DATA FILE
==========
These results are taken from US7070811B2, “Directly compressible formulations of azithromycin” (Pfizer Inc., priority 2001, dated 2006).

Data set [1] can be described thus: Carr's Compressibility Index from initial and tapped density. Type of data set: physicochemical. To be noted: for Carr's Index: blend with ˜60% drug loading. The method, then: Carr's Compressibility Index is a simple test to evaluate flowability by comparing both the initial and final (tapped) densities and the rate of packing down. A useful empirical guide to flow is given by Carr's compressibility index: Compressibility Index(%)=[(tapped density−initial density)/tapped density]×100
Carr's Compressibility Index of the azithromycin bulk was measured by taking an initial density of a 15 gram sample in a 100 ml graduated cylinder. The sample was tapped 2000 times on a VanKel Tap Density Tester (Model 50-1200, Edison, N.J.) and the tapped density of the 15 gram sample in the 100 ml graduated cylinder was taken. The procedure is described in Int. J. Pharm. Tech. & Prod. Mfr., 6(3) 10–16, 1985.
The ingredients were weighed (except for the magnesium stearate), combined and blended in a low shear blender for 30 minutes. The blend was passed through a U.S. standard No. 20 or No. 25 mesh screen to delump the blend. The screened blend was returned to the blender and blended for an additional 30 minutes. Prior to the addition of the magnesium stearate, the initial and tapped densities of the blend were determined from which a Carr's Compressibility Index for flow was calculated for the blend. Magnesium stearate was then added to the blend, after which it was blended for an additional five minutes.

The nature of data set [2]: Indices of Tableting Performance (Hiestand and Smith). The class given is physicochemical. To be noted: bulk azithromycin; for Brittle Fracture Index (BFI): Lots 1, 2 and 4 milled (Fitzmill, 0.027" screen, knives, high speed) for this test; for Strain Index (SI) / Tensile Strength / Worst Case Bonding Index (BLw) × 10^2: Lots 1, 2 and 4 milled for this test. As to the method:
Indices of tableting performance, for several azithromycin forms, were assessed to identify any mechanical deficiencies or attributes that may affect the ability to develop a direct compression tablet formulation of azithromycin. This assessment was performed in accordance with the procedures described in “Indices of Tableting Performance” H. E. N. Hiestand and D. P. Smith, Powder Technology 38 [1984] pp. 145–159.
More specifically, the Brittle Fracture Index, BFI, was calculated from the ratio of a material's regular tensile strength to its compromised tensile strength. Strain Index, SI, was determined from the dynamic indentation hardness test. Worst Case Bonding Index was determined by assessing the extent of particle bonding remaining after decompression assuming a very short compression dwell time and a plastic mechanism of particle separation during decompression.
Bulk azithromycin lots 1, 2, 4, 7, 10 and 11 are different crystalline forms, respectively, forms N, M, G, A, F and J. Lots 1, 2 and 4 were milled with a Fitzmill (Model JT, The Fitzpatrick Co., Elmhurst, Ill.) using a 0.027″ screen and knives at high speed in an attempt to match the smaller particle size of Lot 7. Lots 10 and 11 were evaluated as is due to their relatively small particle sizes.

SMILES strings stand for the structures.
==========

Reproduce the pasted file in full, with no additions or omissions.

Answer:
These results are taken from US7070811B2, “Directly compressible formulations of azithromycin” (Pfizer Inc., priority 2001, dated 2006).

Data set [1] can be described thus: Carr's Compressibility Index from initial and tapped density. Type of data set: physicochemical. To be noted: for Carr's Index: blend with ˜60% drug loading. The method, then: Carr's Compressibility Index is a simple test to evaluate flowability by comparing both the initial and final (tapped) densities and the rate of packing down. A useful empirical guide to flow is given by Carr's compressibility index: Compressibility Index(%)=[(tapped density−initial density)/tapped density]×100
Carr's Compressibility Index of the azithromycin bulk was measured by taking an initial density of a 15 gram sample in a 100 ml graduated cylinder. The sample was tapped 2000 times on a VanKel Tap Density Tester (Model 50-1200, Edison, N.J.) and the tapped density of the 15 gram sample in the 100 ml graduated cylinder was taken. The procedure is described in Int. J. Pharm. Tech. & Prod. Mfr., 6(3) 10–16, 1985.
The ingredients were weighed (except for the magnesium stearate), combined and blended in a low shear blender for 30 minutes. The blend was passed through a U.S. standard No. 20 or No. 25 mesh screen to delump the blend. The screened blend was returned to the blender and blended for an additional 30 minutes. Prior to the addition of the magnesium stearate, the initial and tapped densities of the blend were determined from which a Carr's Compressibility Index for flow was calculated for the blend. Magnesium stearate was then added to the blend, after which it was blended for an additional five minutes.

The nature of data set [2]: Indices of Tableting Performance (Hiestand and Smith). The class given is physicochemical. To be noted: bulk azithromycin; for Brittle Fracture Index (BFI): Lots 1, 2 and 4 milled (Fitzmill, 0.027" screen, knives, high speed) for this test; for Strain Index (SI) / Tensile Strength / Worst Case Bonding Index (BLw) × 10^2: Lots 1, 2 and 4 milled for this test. As to the method:
Indices of tableting performance, for several azithromycin forms, were assessed to identify any mechanical deficiencies or attributes that may affect the ability to develop a direct compression tablet formulation of azithromycin. This assessment was performed in accordance with the procedures described in “Indices of Tableting Performance” H. E. N. Hiestand and D. P. Smith, Powder Technology 38 [1984] pp. 145–159.
More specifically, the Brittle Fracture Index, BFI, was calculated from the ratio of a material's regular tensile strength to its compromised tensile strength. Strain Index, SI, was determined from the dynamic indentation hardness test. Worst Case Bonding Index was determined by assessing the extent of particle bonding remaining after decompression assuming a very short compression dwell time and a plastic mechanism of particle separation during decompression.
Bulk azithromycin lots 1, 2, 4, 7, 10 and 11 are different crystalline forms, respectively, forms N, M, G, A, F and J. Lots 1, 2 and 4 were milled with a Fitzmill (Model JT, The Fitzpatrick Co., Elmhurst, Ill.) using a 0.027″ screen and knives at high speed in an attempt to match the smaller particle size of Lot 7. Lots 10 and 11 were evaluated as is due to their relatively small particle sizes.

SMILES strings stand for the structures.